ST. AUGUSTINE, Fla., Jan. 21, 2022 — St. Johns County Clerk of the Circuit Court and Comptroller Brandon J. Patty congratulates the county Veterans Treatment Court (VTC) for its outstanding success on its five-year anniversary this week.
“It is an absolute honor to serve alongside Judge (Howard O.) McGillin, the Veterans Council of St. Johns County and the VTC team in addressing the unique and distinctive needs of veterans in the justice system,” Clerk Patty said. “VTC helps turn what was an awful day for these veterans into a positive, life-changing moment.”
Veterans Court is an initiative in the 7th Judicial Circuit designed to focus on the distinctive needs of veterans in the criminal justice system. Veterans Court in St. Johns County started in 2017 under the leadership of Judge McGillin and Chairman Bill Dudley of the Veterans Council, with support from St. Johns County.
Within the Clerk of Court’s office, Penny Major and Mary Foust, of its Criminal Division, were involved in the VTC from its beginnings in January 2017.
Major’s 20 years in the U.S. Army inspired her to serve her fellow veterans through the VTC — once a soldier, forever a soldier, she says. Major has worked for the Clerk’s office for 22 years.
Foust, who is now retired from the Clerk of Courts, said working in the VTC was a chance to give back and to be a help to other veterans.
“You only get one chance at this life,” she said. “Make the best of it for you and your family.”
Veterans Courts follow a positive, authoritative model to assist veterans with resolving legal matters while linking veterans to services to which they are entitled, such as medical, substance abuse and mental health treatment, housing, and food.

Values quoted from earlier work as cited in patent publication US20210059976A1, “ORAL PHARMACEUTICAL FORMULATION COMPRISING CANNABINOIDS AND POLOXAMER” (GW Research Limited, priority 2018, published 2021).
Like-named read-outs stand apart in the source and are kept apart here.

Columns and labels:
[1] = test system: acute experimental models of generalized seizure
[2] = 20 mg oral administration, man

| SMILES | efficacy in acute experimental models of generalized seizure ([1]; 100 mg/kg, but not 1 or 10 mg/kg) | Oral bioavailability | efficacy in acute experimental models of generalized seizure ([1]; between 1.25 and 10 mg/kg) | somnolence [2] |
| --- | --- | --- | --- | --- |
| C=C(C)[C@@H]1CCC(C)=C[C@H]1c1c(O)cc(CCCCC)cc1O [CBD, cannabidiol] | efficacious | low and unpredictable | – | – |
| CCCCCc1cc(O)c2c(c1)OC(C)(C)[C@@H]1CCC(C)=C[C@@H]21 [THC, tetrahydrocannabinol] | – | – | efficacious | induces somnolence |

VTC graduations have been especially meaningful to both Major and Foust. Foust’s favorite memories include seeing the candidates succeed and graduate from the program, “particularly those who struggled in the beginning stages (and) also those who were determined to succeed because of their children.”
“We shared in the veterans’ happy times, and also their sorrows,” Major agreed. “VTC graduation was always great as we got to see how each veteran progressed through the system.”
For eligible individuals who have served the U.S., VTC offers a path to resolve legal issues by addressing and treating the root cause of the alleged criminal behavior by a therapeutic approach using military and veterans’ benefits.
Major recommends others consider becoming involved in the court as a veteran mentor, aka “Battle Buddy,” to encourage, coach, and guide participants through the VTC process.
“Let them know what they did for our nation matters, and they are not forgotten,” she said. “A simple thank-you goes a long way.”
Foust offered words of advice for veterans who may be struggling with substance abuse or their physical or mental health: “You can do it. This is a matter of changing your life for the better or doing the same thing without any change. Follow the orders and directions of your counselors, probation office, and definitely the judge. Everyone is here to help you succeed using all available resources. Never give up. Giving up is not an option.”
“The VTC team goes to extraordinary effort, above and beyond to assist in the healing and rehab of our veterans so they may be productive citizens again,” Major said. “The experience of being part of the VTC team will not be forgotten.”
For information about the VTC in St. Johns County, contact Cynthia Thompson at 904-872-5626. Click here to access details about VTC participation.